Wednesday, 16 April 2014

Planning Scenarios

I've been slowly writing the GMing chapter for my PowerFrame RPG. It definitely requires a different set of brain-muscles than writing rules; it's slower, and I have to spend a lot of time thinking about what I want to say and how to explain it. In the end I just have to bite the bullet and write it out messily just so I can identify the points I'm trying to make. Then I go back and edit it a few times until it's organised properly and doesn't waffle too much.

The following excerpt is the first-draft of a section on how to plan scenarios.

Planning for the Journey

Designing a scenario is a lot like planning a surprise holiday for a group of friends. You probably have some idea what they like, and have some locations and activities in mind, but if you get too absorbed in planning a strict itinerary you might discover your fellow travellers have other ideas about what they want to do and where they want to go.

Some travellers are happy with the simplicity of a guided tour, while some prefer a flexible tour with optional side trips, and others would rather to go off the beaten track and find their own way. Players can be just as varied, so it’s useful to discuss how much they would like to contribute to the game’s direction.

Sometimes the players are happy to go along for the ride. If your group is like this and you know them well, you may be able to plan linear scenarios based on a series of events. Other groups might become frustrated if you force them to stick to a planned scenario regardless of what they want to do, because it robs them of the sense that their actions can affect the world.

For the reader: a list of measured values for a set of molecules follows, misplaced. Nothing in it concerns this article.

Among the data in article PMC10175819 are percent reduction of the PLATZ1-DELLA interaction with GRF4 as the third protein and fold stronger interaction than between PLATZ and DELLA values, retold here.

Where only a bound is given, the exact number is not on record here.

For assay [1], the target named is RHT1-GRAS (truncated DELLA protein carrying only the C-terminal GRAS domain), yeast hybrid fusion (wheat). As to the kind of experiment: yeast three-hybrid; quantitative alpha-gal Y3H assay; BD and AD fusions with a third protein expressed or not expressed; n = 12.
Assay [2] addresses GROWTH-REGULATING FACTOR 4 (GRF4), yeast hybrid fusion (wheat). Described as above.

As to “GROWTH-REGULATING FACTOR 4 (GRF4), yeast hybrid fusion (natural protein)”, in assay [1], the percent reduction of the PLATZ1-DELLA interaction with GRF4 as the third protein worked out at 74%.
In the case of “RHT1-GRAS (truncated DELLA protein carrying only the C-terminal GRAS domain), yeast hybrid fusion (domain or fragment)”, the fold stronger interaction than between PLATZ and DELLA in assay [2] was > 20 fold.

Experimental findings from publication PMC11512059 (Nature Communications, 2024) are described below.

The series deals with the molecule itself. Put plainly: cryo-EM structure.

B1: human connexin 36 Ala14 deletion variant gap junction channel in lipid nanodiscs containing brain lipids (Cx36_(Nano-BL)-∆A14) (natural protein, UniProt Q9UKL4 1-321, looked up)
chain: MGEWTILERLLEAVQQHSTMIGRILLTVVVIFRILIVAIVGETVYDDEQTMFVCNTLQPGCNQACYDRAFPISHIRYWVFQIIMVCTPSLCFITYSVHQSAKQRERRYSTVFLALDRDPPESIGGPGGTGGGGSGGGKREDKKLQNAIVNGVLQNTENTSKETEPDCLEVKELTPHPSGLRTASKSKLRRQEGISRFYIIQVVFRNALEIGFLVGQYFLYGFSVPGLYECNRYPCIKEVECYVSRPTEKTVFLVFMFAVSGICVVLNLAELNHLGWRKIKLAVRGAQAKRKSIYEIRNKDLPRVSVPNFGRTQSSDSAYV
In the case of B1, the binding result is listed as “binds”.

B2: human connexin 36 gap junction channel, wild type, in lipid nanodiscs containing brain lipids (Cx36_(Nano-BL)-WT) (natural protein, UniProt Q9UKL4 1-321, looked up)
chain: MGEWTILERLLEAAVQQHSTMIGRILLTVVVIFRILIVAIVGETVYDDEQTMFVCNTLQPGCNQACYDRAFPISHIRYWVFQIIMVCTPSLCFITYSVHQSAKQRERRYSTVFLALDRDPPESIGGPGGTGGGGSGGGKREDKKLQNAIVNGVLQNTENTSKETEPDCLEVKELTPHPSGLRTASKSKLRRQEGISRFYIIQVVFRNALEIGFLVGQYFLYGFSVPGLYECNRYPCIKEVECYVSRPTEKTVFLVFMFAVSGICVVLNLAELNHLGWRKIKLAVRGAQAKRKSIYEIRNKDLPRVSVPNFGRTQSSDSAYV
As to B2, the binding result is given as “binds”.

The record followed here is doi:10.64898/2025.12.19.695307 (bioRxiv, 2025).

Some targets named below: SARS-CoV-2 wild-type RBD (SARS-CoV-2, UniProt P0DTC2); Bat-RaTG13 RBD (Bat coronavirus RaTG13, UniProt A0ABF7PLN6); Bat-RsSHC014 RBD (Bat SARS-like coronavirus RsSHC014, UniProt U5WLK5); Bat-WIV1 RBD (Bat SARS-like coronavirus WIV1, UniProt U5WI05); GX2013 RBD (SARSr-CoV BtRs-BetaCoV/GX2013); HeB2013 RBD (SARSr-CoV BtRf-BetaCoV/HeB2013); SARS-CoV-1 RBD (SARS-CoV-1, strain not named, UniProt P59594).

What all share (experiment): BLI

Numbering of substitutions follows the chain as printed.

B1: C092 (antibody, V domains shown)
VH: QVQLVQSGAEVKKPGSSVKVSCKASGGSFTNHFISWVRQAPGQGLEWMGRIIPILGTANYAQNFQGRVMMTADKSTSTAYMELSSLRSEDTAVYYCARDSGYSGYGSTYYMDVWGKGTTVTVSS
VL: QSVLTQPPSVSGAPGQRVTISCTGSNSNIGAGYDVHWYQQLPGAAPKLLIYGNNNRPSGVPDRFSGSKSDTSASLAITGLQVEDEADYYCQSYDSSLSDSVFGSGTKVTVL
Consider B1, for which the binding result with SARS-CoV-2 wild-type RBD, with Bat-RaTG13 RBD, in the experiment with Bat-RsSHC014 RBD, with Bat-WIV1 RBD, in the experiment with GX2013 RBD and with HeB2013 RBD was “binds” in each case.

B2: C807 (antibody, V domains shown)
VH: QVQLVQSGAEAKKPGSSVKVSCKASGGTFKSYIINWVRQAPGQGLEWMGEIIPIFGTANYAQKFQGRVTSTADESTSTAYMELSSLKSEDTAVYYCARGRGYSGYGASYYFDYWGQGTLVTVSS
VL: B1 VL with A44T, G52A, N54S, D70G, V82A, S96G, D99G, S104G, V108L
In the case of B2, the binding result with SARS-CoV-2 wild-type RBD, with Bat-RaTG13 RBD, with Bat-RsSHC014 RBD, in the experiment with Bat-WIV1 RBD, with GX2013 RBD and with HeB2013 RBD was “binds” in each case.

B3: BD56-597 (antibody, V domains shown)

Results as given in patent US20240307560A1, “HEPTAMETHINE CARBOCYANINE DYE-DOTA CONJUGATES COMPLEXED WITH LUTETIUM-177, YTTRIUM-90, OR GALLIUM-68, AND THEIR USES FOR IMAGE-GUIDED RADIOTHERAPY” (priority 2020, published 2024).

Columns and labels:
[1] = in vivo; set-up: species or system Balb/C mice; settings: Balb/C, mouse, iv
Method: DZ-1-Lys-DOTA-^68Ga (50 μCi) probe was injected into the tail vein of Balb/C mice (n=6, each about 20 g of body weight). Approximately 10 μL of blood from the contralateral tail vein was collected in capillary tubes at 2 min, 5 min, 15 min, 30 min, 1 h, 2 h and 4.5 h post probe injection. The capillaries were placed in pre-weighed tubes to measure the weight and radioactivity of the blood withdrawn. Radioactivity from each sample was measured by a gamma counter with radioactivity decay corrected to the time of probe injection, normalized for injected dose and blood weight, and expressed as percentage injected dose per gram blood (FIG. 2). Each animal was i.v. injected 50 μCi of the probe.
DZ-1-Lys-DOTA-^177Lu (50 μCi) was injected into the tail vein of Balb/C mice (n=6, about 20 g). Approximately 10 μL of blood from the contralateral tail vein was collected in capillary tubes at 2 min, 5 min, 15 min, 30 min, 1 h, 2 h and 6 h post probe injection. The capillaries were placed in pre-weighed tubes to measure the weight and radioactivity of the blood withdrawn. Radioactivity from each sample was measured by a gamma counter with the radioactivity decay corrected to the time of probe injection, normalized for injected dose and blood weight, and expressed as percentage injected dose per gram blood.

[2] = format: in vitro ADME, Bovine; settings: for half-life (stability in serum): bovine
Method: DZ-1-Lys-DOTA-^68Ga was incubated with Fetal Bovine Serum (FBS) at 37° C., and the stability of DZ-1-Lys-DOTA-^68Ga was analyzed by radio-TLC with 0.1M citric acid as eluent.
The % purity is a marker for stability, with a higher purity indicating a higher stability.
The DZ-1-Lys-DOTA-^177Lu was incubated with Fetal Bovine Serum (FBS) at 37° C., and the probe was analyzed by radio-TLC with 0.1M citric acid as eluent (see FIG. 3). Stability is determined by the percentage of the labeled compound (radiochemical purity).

Consult the Players

Probably the first place to start when looking for scenario ideas is to ask your players if there are any things they really want to see come up in the game, and find out if they have any plans or goals their characters are interested in pursuing.

Once you know the general direction the players would like the game to go, you can prepare material that’s less likely to be ignored or avoided.

Get to Know the Situation

To avoid excessive planning before the game and frustration during play, try to develop a broad understanding of the situation and the area in which the game is happening (see below for more advice). This way, you’ll have a reasonable idea how to respond regardless of the direction the PCs decide to go.

If the players are big on following their own plans, you should try to be flexible and accommodating. However, this doesn’t mean you have to abandon your prep work. Like a tour guide, you can point out locations, people, and events that may be of interest. The PCs might encounter signs of a situation that is unfolding without their involvement.

In any case, it’s generally better to give the players a hook and see if they bite, rather than jamming it down their throats.